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Compensated saddles?

Discussion in 'Tele-Technical' started by littlebadboy, Nov 24, 2017.

  1. seanmarshall9

    seanmarshall9 TDPRI Member

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    I upgraded to Joe Bardens 3 barrel compensated. Helped a lot, but I didn't notice I needed it til I made the switch. Cheap and fairly painless. And tone is better too
     
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  2. littlebadboy

    littlebadboy Tele-Afflicted

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    Thank you all for your comments and advice! Really appreciate it!

    Been playing for awhile, sir. But I would call myself as an intermediate player. I recorded with a band, some gigs, I'm now older and just making songs on my DAW. I would like to serve in a worship band when my kids aren't so needy of me anymore. I have to admit that I'm not so good with guitar tech and this is my first tele (loving it!) that I have acquired not so recent.

    I have replaced my pickups (Squire CV) to hotter overwound neck and single sized humbuckers. Nothing wrong with stock, but it didn't fit my need. Also changed the electronics with Fender switch and pots with the help of Moosie. Just so happened that I have some money to spend and looking what I can upgrade on my baby. As I mentioned, I can live by the stock bridge as it is now as I just split the difference in intonation. I usually vibrato the string anyway when I hold a note. But if a bridge + saddles upgrade will have some considerable tone improvement, I would swap it.

    Since the majority of the replies says it is just an improvement on intonation, perhaps I would put it down at the end of my mod wish list. I would probably just get the d-tuner.

    Just making the guitar into what I need it to do for me.

    As usual, thank you for the complete explanation! I really appreciate it. As mentioned above, I would just probably put it as least priority on my mod wish list. I'll probably just get a d-tuner to switch to drop d tuning easily.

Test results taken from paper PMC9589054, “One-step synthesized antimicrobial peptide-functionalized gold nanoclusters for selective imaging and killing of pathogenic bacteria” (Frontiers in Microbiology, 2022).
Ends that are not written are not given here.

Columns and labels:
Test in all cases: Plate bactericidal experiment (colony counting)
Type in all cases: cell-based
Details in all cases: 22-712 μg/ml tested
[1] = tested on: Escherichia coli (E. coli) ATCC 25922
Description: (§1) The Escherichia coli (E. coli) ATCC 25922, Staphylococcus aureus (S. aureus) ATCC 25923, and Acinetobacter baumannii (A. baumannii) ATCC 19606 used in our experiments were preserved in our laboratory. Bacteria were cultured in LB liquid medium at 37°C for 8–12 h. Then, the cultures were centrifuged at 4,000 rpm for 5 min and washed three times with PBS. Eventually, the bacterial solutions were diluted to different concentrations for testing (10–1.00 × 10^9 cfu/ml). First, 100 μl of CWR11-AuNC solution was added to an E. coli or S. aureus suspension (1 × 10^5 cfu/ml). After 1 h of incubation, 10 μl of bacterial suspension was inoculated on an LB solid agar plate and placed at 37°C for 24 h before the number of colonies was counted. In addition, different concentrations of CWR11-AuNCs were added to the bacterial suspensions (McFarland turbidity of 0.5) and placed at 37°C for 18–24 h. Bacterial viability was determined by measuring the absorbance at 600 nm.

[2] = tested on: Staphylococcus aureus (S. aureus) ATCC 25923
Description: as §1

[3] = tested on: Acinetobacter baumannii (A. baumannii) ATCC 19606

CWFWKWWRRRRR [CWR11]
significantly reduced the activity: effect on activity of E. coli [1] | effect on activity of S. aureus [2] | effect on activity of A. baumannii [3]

Does the ash tray bridge type of material has anything to do with the telecaster's tone? If ever, do I need to just upgrade saddles and keep my stock ash tray? Some say it is thin.
     
  3. LowThudd

    LowThudd Friend of Leo's

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    IMHO, the plate is fine. Just swap the saddles, if you feel the need.
     
  4. Tonetele

    Tonetele Poster Extraordinaire

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    One of my partscasters has a set of Wilkinson intonated saddles and it works fine. In fact, one of the 2 or 3 luthiers I trust, complemented me on my choice of bridge and how he could intonate it well and easily.
     
  5. Nick Fanis

    Nick Fanis Poster Extraordinaire Ad Free Member

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    Of course not.
     
  6. igor5

    igor5 Tele-Meister

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    Actually, improved my MIM Tele. Warmth a bit, and a little more twang.
     
  7. The Ballzz

    The Ballzz Tele-Afflicted

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    Actually, I notice improved nuances of tone the more percisely my guitar is in tune, especially on chords and intervals. Additionally, I'm more inspired by sweeter sounding in tune sounds, so that inspiration enhances my technique, which in turn, makes my tone better. Every aspect of a guitar and the whole playing experience can have some effect on all the others. It's a "cumulative" thing! :D
    That's About It,
    Gene
     
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  8. sjtalon

    sjtalon Doctor of Teleocity Ad Free Member

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  9. moosie

    moosie Doctor of Teleocity Silver Supporter

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    It is thin, and therein lies the heart of my Telecaster's tone. Or some of it anyway. That thin, cheap, stamped steel sounds more Tele-like than any nicer option I've ever tried (and I've tried a few).

    Looking at a Tele for the first time, you'd think WTF, leftover tractor parts? I don't know how much was accident, frugality, or design, but it friggin works, that's for sure.
     
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